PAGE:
31 May, 2015    #46

Accuracy vs. Accuracy

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The accuracy of clinical laboratory results, such as Glucose and Red Blood Cell counts, are continually verified by a comprehensive Quality Control (QC) program.  Labs periodically analyze “reference samples” containing known concentration of analytes, such as Glucose and RBCs, to verify the accuracy of patient results.  Unfortunately, the accuracy of Home Blood Pressure (BP) results are not verified by a “pressure reference” or a comprehensive QC program. 

 

Home BP accuracy is associated with the following two entities:

 

►   BP Monitoring Device

►   BP Measurement Techniques

 

BP Monitor Accuracy:

Most BP Monitors are highly complex medical devices that have been tested and verified as accurate and precise by the manufacturer.  Also, government regulatory agencies like the FDA and Public Health Departments often verify device testing protocols & data before permitting marketing efforts to patients as safe and effective medical devices.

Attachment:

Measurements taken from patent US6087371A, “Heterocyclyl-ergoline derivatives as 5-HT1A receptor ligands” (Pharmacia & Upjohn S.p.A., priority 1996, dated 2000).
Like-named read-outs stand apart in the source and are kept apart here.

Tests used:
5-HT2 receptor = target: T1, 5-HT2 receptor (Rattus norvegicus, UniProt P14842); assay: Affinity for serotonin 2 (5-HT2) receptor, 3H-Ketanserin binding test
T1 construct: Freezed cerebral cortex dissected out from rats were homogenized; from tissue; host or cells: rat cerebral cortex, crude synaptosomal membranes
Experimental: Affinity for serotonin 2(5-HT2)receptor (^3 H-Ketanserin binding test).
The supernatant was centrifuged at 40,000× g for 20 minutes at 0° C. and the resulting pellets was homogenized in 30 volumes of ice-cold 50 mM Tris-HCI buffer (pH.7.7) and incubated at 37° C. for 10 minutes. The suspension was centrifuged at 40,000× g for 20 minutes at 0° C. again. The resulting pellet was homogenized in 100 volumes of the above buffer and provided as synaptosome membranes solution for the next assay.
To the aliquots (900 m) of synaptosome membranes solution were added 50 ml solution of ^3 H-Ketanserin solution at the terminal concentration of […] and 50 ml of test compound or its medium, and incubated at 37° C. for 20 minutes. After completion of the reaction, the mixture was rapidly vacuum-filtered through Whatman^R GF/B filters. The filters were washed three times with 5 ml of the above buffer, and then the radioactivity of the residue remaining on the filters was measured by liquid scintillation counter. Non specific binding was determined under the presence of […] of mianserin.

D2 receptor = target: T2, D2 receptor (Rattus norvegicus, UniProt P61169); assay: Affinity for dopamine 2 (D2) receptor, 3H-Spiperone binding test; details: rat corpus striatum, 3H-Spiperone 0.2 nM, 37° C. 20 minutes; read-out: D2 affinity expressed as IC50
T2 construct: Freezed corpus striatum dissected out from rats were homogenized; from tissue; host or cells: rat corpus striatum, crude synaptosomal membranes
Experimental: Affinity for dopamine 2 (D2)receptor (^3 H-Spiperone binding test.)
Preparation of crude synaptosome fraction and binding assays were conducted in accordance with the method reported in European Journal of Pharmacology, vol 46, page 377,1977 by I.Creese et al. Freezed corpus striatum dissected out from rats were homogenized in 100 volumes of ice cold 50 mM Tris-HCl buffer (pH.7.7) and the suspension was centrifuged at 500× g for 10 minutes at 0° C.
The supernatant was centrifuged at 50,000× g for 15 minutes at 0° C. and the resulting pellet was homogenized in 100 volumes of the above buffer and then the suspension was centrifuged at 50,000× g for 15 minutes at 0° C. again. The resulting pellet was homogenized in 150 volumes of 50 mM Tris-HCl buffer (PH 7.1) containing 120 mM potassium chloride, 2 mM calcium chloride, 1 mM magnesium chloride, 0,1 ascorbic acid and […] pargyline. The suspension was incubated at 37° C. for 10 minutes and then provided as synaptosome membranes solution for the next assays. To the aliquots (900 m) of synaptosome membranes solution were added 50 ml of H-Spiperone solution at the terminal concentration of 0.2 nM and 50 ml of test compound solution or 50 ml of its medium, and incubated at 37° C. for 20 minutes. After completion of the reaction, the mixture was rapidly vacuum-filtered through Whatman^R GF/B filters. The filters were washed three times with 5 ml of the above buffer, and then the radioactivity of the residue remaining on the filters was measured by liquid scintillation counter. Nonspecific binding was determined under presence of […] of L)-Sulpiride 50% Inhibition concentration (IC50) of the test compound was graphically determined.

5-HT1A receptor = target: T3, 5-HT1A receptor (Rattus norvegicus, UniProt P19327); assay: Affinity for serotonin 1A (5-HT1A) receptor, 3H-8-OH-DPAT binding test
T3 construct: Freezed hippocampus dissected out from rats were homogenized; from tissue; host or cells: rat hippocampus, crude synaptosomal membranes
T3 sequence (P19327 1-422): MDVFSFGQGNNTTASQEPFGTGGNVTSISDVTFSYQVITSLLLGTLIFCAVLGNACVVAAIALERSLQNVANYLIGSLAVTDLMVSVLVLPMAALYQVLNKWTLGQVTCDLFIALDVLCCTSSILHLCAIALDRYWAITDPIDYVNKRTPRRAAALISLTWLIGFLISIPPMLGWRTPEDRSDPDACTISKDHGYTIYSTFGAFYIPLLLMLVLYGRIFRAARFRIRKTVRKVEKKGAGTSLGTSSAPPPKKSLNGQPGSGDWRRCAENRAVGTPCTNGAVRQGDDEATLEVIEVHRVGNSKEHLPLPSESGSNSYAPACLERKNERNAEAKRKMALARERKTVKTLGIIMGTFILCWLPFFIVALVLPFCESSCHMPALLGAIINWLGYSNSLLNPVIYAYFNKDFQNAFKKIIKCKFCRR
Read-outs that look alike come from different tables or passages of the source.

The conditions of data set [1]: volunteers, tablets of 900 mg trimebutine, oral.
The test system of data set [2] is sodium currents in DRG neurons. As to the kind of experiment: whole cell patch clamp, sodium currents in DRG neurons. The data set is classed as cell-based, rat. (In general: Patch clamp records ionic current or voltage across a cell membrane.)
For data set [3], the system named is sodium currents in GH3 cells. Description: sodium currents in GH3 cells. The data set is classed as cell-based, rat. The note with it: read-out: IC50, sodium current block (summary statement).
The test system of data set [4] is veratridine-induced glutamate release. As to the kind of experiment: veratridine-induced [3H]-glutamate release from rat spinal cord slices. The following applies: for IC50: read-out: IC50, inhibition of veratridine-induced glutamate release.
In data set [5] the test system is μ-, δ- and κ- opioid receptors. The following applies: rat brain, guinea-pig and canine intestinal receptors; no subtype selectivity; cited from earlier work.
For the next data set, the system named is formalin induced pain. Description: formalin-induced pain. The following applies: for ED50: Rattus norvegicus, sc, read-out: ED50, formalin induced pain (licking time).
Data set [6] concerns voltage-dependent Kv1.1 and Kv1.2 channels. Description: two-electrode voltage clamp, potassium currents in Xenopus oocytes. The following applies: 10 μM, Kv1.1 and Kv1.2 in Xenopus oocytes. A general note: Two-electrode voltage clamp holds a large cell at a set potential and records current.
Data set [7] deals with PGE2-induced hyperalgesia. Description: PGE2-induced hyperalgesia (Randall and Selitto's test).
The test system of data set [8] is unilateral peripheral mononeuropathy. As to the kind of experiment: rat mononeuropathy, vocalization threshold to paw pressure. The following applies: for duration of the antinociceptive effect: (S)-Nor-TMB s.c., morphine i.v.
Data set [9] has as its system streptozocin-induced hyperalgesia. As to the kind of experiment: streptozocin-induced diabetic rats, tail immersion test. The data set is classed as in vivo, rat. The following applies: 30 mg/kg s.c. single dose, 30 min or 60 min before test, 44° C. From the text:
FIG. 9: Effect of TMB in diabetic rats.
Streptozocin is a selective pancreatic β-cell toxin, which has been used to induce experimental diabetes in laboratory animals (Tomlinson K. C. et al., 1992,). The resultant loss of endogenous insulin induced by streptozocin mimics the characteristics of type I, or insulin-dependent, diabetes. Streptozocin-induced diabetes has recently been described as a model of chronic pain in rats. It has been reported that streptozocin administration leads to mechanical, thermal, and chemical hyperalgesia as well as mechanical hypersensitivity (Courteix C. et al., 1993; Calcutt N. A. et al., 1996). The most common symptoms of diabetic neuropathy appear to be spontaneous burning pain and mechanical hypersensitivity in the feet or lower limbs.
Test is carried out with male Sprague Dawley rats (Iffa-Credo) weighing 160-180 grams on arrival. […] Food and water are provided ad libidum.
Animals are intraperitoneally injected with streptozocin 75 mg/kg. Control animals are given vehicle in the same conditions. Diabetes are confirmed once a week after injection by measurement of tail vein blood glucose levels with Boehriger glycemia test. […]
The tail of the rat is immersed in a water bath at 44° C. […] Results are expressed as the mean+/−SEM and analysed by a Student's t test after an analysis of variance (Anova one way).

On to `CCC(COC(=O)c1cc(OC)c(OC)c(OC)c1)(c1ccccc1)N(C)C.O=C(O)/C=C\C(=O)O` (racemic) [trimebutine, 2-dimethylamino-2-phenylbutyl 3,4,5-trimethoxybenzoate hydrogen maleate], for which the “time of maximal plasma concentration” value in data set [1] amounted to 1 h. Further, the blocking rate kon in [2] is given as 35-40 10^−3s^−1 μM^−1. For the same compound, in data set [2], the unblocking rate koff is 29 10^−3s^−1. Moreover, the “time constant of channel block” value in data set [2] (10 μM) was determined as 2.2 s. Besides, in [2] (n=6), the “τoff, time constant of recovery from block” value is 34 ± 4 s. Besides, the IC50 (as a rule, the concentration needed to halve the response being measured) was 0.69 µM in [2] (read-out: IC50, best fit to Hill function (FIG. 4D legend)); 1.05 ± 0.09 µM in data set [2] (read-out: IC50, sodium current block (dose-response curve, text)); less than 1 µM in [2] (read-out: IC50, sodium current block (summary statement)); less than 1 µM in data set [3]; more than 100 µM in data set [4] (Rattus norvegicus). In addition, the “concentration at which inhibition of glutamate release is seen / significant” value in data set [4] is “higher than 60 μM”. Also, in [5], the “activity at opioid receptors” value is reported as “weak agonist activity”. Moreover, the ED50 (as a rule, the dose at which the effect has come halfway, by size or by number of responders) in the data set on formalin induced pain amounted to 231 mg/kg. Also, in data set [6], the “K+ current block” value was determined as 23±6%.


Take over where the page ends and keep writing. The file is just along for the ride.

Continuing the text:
Many BP Monitors incorporate software algorithms that flag unusual cardiac events such as arrhythmia and out-of-range results.  When these events occur, BP results are not displayed and replaced with “ERROR” text.  However, other probable incorrect BP results due to smoking, eating or not properly resting before a BP measurement are allowed to be displayed and recorded for medical use.  Thus, without a pressure reference, QC of BP Monitor function is minimal, at best.

 

Some BP Monitor manufacturers allow device testing by an independent agency using a standardized protocol approved for validating monitor performance.  Please visit the link below to see if your BP Monitor has been independently tested and validated as safe and effective.

 

http://www.bhsoc.org//index.php?cID=246

 

 

BP Measurement Techniques:

Since BP is a reactive pressure that can instantly increase, but slowly decrease, proper BP measurement techniques MUST ALWAYS be used in order to obtain accurate results!  Hypertension and High BP are diagnosed using Resting BP Procedures (RBPP) which allow your BP to slowly decrease to a low or baseline value.  RBPP results are stabilized, permitting you and your MD to compare BP results across treatments or time.  Please tap the Library Button above and read Article #2: “Don’t Forget to Rest” for specific RBPP information.

 

 

Summary:

Even if your BP Monitor is Accurate and Precise, if you fail to use RBPP, your monitor will accurately report incorrect results!  One last comment:  Please change your monitor batteries as recommended by your monitor manual.

 

Don’t Forget to Rest for Accuracy!

 

Thanks,

 

Mike Kohut, President, DDMS

 

TraxNews@datadancer.com

 

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